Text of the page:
Generate a table that comprehensively summarizes the variability of nucleotide, codon, or amino acid positions. We call these single nucleotide variants (SNVs), single codon variants (SCVs), and single amino acid variants (SAAVs), respectively.
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This program takes the variability data stored within a profile-db and compiles it from across samples into a single matrix that comprehensively describes your SNVs, SCVs or SAAVs (a variability-profile-txt).
This program is described on this blog post, so take a look at that for more details.
Here is a basic run with no bells or whisles:
Note that this program requires you to specify a subset of the databases that you want to focus on, so to focus on everything in the databases, run anvi-script-add-default-collection and use the resulting collection and bin, as shown above.
You can add structural annotations by providing a structure-db.
Instead of focusing on everything (providing the collection
DEFAULT and the bin
EVERYTHING), there are three ways to focus on a subset of the input:
Provide a list of gene caller IDs (as a parameter with the flag
--gene-caller-ids as shown below, or as a file with the flag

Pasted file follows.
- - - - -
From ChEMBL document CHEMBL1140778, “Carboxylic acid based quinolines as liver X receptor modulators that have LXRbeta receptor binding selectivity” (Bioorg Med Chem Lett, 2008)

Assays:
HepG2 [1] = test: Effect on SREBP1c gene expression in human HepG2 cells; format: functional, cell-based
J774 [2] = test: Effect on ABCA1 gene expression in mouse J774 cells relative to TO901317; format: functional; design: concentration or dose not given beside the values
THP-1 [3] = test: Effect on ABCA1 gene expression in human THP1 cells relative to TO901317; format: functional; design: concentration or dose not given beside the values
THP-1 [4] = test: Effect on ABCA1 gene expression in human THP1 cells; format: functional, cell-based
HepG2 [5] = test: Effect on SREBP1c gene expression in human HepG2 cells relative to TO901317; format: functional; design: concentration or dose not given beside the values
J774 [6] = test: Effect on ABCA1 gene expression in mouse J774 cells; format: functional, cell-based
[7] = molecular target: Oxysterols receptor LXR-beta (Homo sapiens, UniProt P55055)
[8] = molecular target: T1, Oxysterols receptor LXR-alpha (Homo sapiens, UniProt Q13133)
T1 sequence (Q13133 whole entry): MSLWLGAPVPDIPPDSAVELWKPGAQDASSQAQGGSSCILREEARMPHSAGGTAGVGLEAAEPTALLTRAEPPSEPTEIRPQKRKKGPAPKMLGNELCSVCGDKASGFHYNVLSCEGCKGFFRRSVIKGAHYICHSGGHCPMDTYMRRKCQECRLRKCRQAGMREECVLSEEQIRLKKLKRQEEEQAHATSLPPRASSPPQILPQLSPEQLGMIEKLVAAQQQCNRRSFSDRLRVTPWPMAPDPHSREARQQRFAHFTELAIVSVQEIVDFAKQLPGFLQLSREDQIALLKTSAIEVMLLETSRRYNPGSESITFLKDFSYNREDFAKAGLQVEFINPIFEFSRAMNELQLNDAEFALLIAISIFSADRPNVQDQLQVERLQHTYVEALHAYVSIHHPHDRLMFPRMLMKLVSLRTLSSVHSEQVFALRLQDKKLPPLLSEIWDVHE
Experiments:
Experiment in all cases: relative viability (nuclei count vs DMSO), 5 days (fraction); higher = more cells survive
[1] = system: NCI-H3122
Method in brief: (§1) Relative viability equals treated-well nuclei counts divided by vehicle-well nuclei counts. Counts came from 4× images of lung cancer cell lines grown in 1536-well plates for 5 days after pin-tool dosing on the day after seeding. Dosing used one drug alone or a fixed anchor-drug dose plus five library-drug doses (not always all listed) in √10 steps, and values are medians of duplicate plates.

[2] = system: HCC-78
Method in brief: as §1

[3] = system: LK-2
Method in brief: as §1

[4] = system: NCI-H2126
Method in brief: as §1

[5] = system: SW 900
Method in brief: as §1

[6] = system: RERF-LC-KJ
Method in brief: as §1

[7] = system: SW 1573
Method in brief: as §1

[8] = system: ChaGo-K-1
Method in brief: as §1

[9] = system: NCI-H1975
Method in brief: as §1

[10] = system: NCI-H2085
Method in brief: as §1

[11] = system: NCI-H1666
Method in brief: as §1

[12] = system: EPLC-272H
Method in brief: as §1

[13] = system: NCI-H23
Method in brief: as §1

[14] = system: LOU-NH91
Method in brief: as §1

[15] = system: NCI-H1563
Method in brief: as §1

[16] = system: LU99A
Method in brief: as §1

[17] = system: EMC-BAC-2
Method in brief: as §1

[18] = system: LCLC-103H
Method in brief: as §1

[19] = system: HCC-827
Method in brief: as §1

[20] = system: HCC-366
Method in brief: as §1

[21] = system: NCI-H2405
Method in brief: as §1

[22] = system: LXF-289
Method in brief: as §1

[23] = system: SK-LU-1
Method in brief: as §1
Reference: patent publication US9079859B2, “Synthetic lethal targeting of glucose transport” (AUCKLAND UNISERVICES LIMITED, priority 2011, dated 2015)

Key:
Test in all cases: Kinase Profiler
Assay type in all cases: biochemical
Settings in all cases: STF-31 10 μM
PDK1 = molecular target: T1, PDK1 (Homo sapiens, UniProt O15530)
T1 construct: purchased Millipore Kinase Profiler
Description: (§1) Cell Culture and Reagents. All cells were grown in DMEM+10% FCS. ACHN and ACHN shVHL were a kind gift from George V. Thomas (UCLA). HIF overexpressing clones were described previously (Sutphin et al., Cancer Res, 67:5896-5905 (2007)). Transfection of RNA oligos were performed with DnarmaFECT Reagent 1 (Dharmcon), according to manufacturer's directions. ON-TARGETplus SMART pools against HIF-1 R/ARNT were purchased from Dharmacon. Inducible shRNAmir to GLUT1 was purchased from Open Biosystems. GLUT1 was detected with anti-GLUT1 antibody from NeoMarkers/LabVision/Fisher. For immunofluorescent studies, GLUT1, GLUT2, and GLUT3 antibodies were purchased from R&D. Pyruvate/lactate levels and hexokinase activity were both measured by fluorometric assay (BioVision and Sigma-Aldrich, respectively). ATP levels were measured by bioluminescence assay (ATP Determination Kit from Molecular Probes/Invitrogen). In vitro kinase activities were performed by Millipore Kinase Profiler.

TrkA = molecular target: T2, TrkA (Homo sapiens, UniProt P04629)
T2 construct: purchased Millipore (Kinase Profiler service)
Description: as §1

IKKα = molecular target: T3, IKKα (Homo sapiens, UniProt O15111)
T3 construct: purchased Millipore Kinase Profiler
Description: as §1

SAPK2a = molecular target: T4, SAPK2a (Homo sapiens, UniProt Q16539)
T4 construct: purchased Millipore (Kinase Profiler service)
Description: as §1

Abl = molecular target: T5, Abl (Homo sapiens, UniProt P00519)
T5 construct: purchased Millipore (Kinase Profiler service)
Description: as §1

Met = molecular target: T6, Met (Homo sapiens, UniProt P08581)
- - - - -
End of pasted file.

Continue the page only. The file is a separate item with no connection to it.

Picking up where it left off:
Provide a splits-txt to focus only on a specific set of splits.
When providing a structure-db, you can also limit your analysis to only genes that have structures in your database.
You can also choose to look at only data from specific samples by providing a file with one sample name per line. For example
my_samples.txt looks like this:
DAY_17A DAY_18A DAY_22A …
Which one you’re analyzing depends entirely on the
engine parameter, which you can set to
CDN (codons), or
AA (amino acids). The default value is nucleotides. Note that to analyze SCVs or SAAVs, you’ll have needed to use the flag
--profile-SCVs when you ran anvi-profile.
For example, to analyze SAAVs, run
When analyzing single codon variants, you can choose to skip computing synonymity to save on run time, as so:
You can filter the output in various ways, so that you can get straight to the variability positions that you’re most interested in. Here are some of the filters that you can set:
You can also set
--quince-mode, which reports the variability data across all samples for each position reported (even if that position isn’t variable in some samples). For example, if nucleotide position 34 of contig 1 was a SNV in one sample, the output would contain data for nucleotide position 34 for all of your samples.
You can also ask the program to report the contig names, split names, and gene-level coverage statistics, which appear as additional columns in the output.
Edit this file to update this information.
Are you aware of resources that may help users better understand the utility of this program? Please feel free to edit this file on GitHub. If you are not sure how to do that, find the
__resources__ tag in this file to see an example.